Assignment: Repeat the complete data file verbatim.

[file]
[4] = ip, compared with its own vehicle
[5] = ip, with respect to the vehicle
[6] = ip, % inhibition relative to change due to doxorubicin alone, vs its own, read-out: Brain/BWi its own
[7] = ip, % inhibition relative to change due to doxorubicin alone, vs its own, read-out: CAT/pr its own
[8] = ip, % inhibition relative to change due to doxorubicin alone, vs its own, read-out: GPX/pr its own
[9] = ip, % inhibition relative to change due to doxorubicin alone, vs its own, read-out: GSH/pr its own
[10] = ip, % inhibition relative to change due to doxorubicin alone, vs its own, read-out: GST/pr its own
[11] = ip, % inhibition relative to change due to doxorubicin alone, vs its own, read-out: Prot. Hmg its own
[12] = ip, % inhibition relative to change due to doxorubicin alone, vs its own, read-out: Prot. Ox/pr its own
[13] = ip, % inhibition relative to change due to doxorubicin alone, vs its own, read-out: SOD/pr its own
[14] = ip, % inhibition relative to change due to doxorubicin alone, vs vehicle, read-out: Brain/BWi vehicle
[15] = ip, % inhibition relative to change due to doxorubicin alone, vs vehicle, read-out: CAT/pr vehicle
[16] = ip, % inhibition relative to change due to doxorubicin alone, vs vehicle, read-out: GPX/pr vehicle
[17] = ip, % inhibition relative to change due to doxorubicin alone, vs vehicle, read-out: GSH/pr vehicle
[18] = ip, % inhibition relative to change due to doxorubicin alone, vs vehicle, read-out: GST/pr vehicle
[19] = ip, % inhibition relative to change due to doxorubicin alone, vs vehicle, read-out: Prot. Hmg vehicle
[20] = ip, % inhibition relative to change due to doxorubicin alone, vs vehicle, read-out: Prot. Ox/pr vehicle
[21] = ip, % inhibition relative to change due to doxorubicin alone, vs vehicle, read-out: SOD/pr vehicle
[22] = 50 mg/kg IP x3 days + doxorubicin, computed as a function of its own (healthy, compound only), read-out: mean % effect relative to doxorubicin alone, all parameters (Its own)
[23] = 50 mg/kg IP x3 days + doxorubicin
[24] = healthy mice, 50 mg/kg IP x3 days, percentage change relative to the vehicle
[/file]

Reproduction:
[4] = ip, compared with its own vehicle
[5] = ip, with respect to the vehicle
[6] = ip, % inhibition relative to change due to doxorubicin alone, vs its own, read-out: Brain/BWi its own
[7] = ip, % inhibition relative to change due to doxorubicin alone, vs its own, read-out: CAT/pr its own
[8] = ip, % inhibition relative to change due to doxorubicin alone, vs its own, read-out: GPX/pr its own
[9] = ip, % inhibition relative to change due to doxorubicin alone, vs its own, read-out: GSH/pr its own
[10] = ip, % inhibition relative to change due to doxorubicin alone, vs its own, read-out: GST/pr its own
[11] = ip, % inhibition relative to change due to doxorubicin alone, vs its own, read-out: Prot. Hmg its own
[12] = ip, % inhibition relative to change due to doxorubicin alone, vs its own, read-out: Prot. Ox/pr its own
[13] = ip, % inhibition relative to change due to doxorubicin alone, vs its own, read-out: SOD/pr its own
[14] = ip, % inhibition relative to change due to doxorubicin alone, vs vehicle, read-out: Brain/BWi vehicle
[15] = ip, % inhibition relative to change due to doxorubicin alone, vs vehicle, read-out: CAT/pr vehicle
[16] = ip, % inhibition relative to change due to doxorubicin alone, vs vehicle, read-out: GPX/pr vehicle
[17] = ip, % inhibition relative to change due to doxorubicin alone, vs vehicle, read-out: GSH/pr vehicle
[18] = ip, % inhibition relative to change due to doxorubicin alone, vs vehicle, read-out: GST/pr vehicle
[19] = ip, % inhibition relative to change due to doxorubicin alone, vs vehicle, read-out: Prot. Hmg vehicle
[20] = ip, % inhibition relative to change due to doxorubicin alone, vs vehicle, read-out: Prot. Ox/pr vehicle
[21] = ip, % inhibition relative to change due to doxorubicin alone, vs vehicle, read-out: SOD/pr vehicle
[22] = 50 mg/kg IP x3 days + doxorubicin, computed as a function of its own (healthy, compound only), read-out: mean % effect relative to doxorubicin alone, all parameters (Its own)
[23] = 50 mg/kg IP x3 days + doxorubicin
[24] = healthy mice, 50 mg/kg IP x3 days, percentage change relative to the vehicle